But, says Corey Siegel, one-half of the duo -- the other is Antonio
Torres -- while "we often say [our music] is French electro-slash-nü-disco-styled, I like to think we have this original sound. We are much more
ADD than our influences, like Justice, SebastiAn, Birdy Nam Nam. I
don't think our stuff sounds too much like any one of those influences
in particular, but you can see our roots." Like in one's hair.
Torres and Siegel have been buzzing enough to tour and play shows with the likes of Steve Aoki and Datsik. Of that show, Siegel says, "We're considered fairly new artists, and to get the chance to play with these DJs we love so much is awesome. We got on the shows through our label and manager, Into the AM, who works closely with Dim Mak and other artists on the West Coast. We got picked up by Into the AM really fast, and they've quickly become friends and partners."
That fast scooping-up by a label betrays the long-term work of Torres and Siegel: "Antonio and I have been friends for a long time, and we played in a band prior to this," explains Siegel. "We always had this fun idea to write electronic music that we like, so we eventually got to it when the original band disbanded."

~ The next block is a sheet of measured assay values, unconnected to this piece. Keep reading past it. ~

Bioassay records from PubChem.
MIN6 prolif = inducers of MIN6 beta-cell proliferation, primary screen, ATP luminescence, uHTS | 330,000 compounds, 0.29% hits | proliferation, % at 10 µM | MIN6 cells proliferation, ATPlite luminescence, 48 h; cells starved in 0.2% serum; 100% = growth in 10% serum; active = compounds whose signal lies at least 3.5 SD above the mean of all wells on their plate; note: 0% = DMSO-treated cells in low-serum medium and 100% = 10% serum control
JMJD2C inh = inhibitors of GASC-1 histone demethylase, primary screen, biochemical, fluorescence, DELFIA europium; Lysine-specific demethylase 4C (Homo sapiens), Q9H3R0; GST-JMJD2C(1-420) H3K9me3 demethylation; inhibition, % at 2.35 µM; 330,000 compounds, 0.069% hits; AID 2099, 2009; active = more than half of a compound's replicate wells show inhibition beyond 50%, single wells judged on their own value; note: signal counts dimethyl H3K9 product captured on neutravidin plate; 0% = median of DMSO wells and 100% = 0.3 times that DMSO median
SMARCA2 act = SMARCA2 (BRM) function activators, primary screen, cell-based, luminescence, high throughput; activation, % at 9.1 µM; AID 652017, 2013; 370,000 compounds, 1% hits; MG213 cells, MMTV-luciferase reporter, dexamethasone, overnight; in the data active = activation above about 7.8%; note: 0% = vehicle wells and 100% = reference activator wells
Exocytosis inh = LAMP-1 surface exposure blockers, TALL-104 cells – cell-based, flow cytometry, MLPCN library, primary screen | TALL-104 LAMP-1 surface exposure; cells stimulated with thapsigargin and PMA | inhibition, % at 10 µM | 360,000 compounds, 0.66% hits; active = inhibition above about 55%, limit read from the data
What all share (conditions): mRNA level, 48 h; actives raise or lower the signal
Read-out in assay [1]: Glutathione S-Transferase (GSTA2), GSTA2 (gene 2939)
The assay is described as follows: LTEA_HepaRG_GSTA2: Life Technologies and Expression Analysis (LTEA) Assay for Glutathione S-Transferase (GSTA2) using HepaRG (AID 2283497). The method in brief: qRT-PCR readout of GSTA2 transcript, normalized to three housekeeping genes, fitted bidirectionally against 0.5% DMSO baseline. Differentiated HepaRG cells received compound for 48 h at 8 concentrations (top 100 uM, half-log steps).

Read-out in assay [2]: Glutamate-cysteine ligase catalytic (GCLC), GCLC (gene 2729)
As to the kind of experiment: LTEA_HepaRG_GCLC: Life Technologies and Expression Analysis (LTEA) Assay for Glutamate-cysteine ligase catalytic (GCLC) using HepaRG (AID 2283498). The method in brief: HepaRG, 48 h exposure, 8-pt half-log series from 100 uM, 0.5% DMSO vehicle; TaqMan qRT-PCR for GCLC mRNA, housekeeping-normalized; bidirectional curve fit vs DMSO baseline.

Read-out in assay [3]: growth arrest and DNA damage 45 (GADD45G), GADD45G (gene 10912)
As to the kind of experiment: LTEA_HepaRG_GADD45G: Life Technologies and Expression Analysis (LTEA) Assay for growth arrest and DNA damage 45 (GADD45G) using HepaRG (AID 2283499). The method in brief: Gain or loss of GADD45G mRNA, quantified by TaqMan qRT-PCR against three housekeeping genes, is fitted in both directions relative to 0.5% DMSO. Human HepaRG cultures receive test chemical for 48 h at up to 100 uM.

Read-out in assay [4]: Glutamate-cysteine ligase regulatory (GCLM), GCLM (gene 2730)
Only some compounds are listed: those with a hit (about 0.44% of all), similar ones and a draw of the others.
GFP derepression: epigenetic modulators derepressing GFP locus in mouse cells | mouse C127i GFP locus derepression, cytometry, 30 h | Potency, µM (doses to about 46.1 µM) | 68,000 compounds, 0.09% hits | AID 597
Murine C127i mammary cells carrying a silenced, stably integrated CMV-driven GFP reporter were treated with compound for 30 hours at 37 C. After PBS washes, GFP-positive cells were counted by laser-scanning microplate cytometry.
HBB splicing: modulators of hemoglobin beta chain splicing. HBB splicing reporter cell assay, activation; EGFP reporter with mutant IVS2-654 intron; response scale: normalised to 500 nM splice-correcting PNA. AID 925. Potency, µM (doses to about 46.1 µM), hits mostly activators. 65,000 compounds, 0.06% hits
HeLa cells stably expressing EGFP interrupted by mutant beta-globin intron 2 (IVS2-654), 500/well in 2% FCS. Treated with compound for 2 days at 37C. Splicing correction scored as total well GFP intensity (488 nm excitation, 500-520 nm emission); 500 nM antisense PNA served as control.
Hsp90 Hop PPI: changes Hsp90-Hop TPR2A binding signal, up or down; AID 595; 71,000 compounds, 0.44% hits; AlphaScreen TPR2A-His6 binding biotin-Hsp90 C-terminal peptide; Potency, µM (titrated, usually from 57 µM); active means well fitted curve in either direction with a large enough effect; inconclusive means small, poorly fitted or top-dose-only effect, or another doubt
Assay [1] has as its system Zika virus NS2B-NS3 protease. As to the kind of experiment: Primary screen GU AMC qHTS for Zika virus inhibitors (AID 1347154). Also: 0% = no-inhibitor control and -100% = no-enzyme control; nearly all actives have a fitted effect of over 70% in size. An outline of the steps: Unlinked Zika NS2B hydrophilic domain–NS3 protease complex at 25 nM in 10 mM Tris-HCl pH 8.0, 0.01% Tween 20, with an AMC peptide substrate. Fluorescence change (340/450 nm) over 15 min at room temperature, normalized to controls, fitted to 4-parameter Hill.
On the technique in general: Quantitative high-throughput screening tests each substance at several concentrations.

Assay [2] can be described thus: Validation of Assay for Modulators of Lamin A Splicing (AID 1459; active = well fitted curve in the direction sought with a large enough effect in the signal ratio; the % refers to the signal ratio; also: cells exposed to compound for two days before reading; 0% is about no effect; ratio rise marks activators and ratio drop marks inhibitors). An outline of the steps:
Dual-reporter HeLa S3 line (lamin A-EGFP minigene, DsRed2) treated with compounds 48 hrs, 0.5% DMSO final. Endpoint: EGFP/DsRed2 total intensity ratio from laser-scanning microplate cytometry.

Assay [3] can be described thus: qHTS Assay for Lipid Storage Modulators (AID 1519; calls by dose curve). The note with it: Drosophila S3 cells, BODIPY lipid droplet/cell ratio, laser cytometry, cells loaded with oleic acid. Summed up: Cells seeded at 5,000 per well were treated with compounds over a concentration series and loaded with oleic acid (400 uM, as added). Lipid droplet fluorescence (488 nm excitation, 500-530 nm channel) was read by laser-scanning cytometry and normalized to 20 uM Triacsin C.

All of their music -- including "Catch Fire," a track that was remixed by Kris Barman of Innerpartysystem, among others -- is free, as free as it was from the very beginning. "We have to explain that an album this good instantly becomes public domain," Siegel jokes, referring to their Defenders of Disco EP. "National treasure status." And the name? "We wanted a name that had power, so even if you didn't hear a note, you understood what we represented. The name existed a few months before we even knew we would actually do it -- like, hey, if we ever get to write in that style, that'd be the name. We decided to take out some letters because we didn't need them."
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The simplistic approach to their name does not apply to their songwriting process: It's much more multifaceted. "We usually have guest vocalists, like 009 Soundsystem on 'Catch Fire,'" says Siegel, "and we usually allow the guests to write how they feel. Then we produce around that concept. Our new song, "D.I.Y.," has a good concept, but it took us three versions of the song before we felt it sounded how we wanted.
"The song process is ten times harder than in a band," he continues. "Instead of tracking a few instruments and then mixing, we sometimes track 50 sounds and then mix and cut and rewrite the whole song two more times before we're happy." It's a beautiful thing Torres and Siegel are friends -- such a complex process seems stressful. "Luckily Antonio and I work really well together," Siegel says. "I think we usually have the same vision or ideas."
You can download the aforementioned new single, "D.I.Y.," at their SoundCloud. Listen below.